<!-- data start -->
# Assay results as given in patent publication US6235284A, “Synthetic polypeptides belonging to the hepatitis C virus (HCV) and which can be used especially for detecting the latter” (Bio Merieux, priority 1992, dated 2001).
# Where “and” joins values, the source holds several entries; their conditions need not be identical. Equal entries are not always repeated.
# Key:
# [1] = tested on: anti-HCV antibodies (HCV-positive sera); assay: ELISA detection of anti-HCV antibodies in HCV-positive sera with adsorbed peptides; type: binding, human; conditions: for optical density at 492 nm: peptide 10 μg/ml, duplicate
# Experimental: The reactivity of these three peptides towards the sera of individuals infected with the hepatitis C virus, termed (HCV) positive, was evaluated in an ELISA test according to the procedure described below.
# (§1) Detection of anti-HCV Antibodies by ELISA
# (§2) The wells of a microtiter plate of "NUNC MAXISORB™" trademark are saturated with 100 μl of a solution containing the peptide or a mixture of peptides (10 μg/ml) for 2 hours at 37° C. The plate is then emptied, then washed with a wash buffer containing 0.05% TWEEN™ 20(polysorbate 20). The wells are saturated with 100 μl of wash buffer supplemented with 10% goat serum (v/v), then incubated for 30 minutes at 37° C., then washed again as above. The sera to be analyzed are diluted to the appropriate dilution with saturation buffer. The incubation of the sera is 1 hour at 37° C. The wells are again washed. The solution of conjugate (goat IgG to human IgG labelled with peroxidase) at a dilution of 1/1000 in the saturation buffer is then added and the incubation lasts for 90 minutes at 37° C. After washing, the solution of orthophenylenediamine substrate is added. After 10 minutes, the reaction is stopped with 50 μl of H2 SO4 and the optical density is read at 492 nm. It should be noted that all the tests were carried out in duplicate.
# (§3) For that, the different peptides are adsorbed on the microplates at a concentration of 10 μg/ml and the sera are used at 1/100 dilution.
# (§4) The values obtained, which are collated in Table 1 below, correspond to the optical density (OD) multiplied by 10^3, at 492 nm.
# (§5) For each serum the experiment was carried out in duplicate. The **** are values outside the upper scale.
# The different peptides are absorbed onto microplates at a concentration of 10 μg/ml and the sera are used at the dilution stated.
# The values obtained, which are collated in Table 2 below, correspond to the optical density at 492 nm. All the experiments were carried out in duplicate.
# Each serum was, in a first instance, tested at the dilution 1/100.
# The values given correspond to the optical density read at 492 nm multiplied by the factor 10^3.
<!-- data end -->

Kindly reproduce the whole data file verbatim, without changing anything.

# Assay results as given in patent publication US6235284A, “Synthetic polypeptides belonging to the hepatitis C virus (HCV) and which can be used especially for detecting the latter” (Bio Merieux, priority 1992, dated 2001).
# Where “and” joins values, the source holds several entries; their conditions need not be identical. Equal entries are not always repeated.
# Key:
# [1] = tested on: anti-HCV antibodies (HCV-positive sera); assay: ELISA detection of anti-HCV antibodies in HCV-positive sera with adsorbed peptides; type: binding, human; conditions: for optical density at 492 nm: peptide 10 μg/ml, duplicate
# Experimental: The reactivity of these three peptides towards the sera of individuals infected with the hepatitis C virus, termed (HCV) positive, was evaluated in an ELISA test according to the procedure described below.
# (§1) Detection of anti-HCV Antibodies by ELISA
# (§2) The wells of a microtiter plate of "NUNC MAXISORB™" trademark are saturated with 100 μl of a solution containing the peptide or a mixture of peptides (10 μg/ml) for 2 hours at 37° C. The plate is then emptied, then washed with a wash buffer containing 0.05% TWEEN™ 20(polysorbate 20). The wells are saturated with 100 μl of wash buffer supplemented with 10% goat serum (v/v), then incubated for 30 minutes at 37° C., then washed again as above. The sera to be analyzed are diluted to the appropriate dilution with saturation buffer. The incubation of the sera is 1 hour at 37° C. The wells are again washed. The solution of conjugate (goat IgG to human IgG labelled with peroxidase) at a dilution of 1/1000 in the saturation buffer is then added and the incubation lasts for 90 minutes at 37° C. After washing, the solution of orthophenylenediamine substrate is added. After 10 minutes, the reaction is stopped with 50 μl of H2 SO4 and the optical density is read at 492 nm. It should be noted that all the tests were carried out in duplicate.
# (§3) For that, the different peptides are adsorbed on the microplates at a concentration of 10 μg/ml and the sera are used at 1/100 dilution.
# (§4) The values obtained, which are collated in Table 1 below, correspond to the optical density (OD) multiplied by 10^3, at 492 nm.
# (§5) For each serum the experiment was carried out in duplicate. The **** are values outside the upper scale.
# The different peptides are absorbed onto microplates at a concentration of 10 μg/ml and the sera are used at the dilution stated.
# The values obtained, which are collated in Table 2 below, correspond to the optical density at 492 nm. All the experiments were carried out in duplicate.
# Each serum was, in a first instance, tested at the dilution 1/100.
# The values given correspond to the optical density read at 492 nm multiplied by the factor 10^3.